Miss Becker’s Bundle

By Kristy Danieli

She arrived in Porterville by train. Traveling alone with a large travel bag and another bundle, she had to hire the services of a carriage to move from the station to the town. The driver let her off in front of the hotel, where a polite fellow offered to carry her suitcase. She gratefully accepted the help, and followed him into the lobby. The mass of fabrics in her own arms gave a small whimper, and she started rocking and whispering soothingly to it. The bundle quieted, and she approached the desk. She rented a room for one night, and led her helper to her new room.

"Thank you," she told him as he placed the large bag next to the room's bed.

"You're welcome, ma'am." He tipped his hat at her, and looked curiously at her own burden. "Will your husband be coming soon?"

"My husband died," she lied, brushing a hand over the covered head of her infant. It was a lie she had repeated many times over the last three months. Her black dress was chosen in anticipation needing to repeat it many more times until she could lose her past. Her past took the form of the helpless child in her arms.

"My sympathies, ma'am," the young man said, with true sorrow for her.

"Thank you." She made an excuse about being tired from the journey, and he quickly took the hint and left. It wasn't that she disliked the man, quite the contrary, but there was really only one person she wanted to talk to at the moment.

She waited several minutes, using them to feed the baby. He suckled eagerly, then fell asleep, content. She would likely miss the boy, but supporting herself was hard enough. A glance out the window showed the young man entering the saloon.

Bundling the child back into his carrying basket, she marshaled her nerve, then made her way down the stairs and across the way to the sheriff’s office. She knocked, and a male voice invited her inside.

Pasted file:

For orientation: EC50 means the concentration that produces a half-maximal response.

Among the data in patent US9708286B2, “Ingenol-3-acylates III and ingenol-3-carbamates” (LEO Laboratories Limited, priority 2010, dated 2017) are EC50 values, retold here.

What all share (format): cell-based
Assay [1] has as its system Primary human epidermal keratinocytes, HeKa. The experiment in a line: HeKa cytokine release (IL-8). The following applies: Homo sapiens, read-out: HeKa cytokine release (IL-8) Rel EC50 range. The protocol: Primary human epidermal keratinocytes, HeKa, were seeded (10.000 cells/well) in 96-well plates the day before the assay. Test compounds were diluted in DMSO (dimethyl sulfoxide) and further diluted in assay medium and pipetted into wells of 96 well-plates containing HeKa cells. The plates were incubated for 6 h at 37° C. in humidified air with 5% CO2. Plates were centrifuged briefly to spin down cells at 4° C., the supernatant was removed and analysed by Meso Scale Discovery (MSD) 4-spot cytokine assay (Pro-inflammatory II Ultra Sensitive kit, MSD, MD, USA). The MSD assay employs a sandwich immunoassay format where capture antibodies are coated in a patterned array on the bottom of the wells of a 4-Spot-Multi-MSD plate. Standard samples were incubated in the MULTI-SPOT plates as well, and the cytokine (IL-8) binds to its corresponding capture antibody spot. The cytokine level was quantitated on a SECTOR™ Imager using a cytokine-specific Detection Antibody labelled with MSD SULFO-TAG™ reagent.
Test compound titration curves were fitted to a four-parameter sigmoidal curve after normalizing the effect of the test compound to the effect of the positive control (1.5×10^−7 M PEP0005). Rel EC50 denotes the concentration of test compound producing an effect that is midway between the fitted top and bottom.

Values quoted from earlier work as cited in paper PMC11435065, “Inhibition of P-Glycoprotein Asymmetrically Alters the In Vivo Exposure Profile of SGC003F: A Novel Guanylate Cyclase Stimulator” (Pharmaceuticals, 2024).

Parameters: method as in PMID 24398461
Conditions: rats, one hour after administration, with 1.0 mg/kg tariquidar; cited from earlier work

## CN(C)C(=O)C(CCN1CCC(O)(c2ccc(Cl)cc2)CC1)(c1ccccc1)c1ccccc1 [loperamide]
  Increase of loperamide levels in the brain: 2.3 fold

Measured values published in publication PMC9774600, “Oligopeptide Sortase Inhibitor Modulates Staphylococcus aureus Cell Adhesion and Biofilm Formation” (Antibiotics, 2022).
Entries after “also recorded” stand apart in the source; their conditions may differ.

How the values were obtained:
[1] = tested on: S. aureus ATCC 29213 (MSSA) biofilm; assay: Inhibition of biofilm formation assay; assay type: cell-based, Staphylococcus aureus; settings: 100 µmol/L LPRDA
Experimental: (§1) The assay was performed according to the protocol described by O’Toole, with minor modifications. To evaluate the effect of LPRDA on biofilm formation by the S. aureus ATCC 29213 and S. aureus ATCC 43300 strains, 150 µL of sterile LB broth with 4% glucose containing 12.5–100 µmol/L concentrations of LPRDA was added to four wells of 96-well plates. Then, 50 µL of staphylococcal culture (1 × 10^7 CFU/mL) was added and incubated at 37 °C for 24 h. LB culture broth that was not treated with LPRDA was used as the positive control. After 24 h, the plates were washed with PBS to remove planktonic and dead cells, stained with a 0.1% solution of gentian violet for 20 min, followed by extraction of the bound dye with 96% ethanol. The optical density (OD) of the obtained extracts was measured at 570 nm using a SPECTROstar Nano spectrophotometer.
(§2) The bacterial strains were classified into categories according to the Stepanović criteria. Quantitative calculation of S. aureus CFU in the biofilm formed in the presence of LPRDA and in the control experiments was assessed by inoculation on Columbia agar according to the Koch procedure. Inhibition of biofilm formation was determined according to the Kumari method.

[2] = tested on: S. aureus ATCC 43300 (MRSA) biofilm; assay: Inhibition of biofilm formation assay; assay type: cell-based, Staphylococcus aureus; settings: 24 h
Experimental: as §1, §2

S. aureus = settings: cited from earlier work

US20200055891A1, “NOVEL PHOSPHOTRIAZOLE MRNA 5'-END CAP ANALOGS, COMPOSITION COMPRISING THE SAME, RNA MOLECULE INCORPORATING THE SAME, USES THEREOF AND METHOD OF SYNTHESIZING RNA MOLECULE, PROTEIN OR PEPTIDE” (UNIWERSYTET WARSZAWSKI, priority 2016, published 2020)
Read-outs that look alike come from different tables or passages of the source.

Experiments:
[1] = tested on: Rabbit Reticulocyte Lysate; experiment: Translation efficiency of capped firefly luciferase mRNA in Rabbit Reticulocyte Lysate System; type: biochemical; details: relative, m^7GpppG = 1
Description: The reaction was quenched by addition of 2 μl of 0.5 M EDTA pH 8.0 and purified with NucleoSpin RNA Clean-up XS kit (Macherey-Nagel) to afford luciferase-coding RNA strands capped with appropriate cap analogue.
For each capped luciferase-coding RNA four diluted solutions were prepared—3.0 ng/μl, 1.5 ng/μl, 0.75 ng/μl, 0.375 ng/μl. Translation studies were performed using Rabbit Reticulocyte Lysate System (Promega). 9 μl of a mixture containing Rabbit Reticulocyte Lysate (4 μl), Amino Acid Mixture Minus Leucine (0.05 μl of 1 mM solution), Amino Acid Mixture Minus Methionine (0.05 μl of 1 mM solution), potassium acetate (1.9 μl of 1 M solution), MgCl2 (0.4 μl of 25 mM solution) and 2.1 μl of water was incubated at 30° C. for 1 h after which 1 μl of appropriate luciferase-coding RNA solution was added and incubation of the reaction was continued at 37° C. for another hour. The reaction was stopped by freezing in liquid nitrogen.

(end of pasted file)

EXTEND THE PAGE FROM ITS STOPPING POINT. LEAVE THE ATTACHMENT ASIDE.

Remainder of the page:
The man behind the desk finished scribbling something onto an official looking form, the looked up at her. "Hello, what may I do for you, ma'am?" he asked pleasantly.

"Are you Sheriff Lom Trevors?" she asked him.

He smiled at her and nodded. "I am."

She placed the basket on his desk, atop his official forms and whatever else was there. "You may give this to Joshua Smith." She turned and left his office without another word.

Lom Trevors stared after the woman for a moment, the turned his attention to the blanket filled basket sitting on his desk. With vague feelings of trepidation and curiosity, he pulled aside the top blanket. Chocolate brown eyes stared back at him. He gave a startled exclamation, and nearly fell over backwards. Of all the things he thought someone would wish to send to Joshua Smith, this was the last thing he would have considered.

He could not say how long he stood there, staring at the baby. After a little while, the small head turned to one side and the too-familiar brown eyes closed. Only when his door opened did he take his eyes from the child. "Hello, Lom," Miss Porter greeted, closing the door behind herself. She walked over to see what had the sheriff looking so befuddled, and retreated a step with a small cry when she saw. "My goodness, Lom, who is that? And why is he here?"

"Don't know his name. He belongs to Joshua Smith, or so the woman who brought him here says. She figured as I could find the father."

"Goodness," Miss Porter repeated.

The sheriff hesitated a moment, then said, "Would you mind watching him a minute, Miss Porter? I need to send Smith a telegram."

"Oh, yes, of course, go right ahead."

Hannibal Heyes pushed several dollars into the center of the table, then added a few more. "I call and raise you five," he told the other men sitting around the poker table. His brown eyes and pleasant features gave nothing away. At the bar, Kid Curry smiled at the woman beside him.

The saloon door opened, and a man in a brown vest with a tin star stepped inside. The Kid turned his back slightly, putting himself into a position less likely to draw notice and more able to draw the gun in his belt. He otherwise seemed to keep his attention on the girl. Heyes gave no indication of having seen the sheriff's entrance.

The lawman swept his gaze around the room until in fell on the poker table. As he approached it, Kid's attention drifted further and further from the girl and closer and closer to the sheriff and Heyes. The sheriff stopped behind Heyes' shoulder and watched as the hand was finished. Heyes swept his winnings toward himself, then looked behind him. "May I help you, Sheriff?" he asked politely.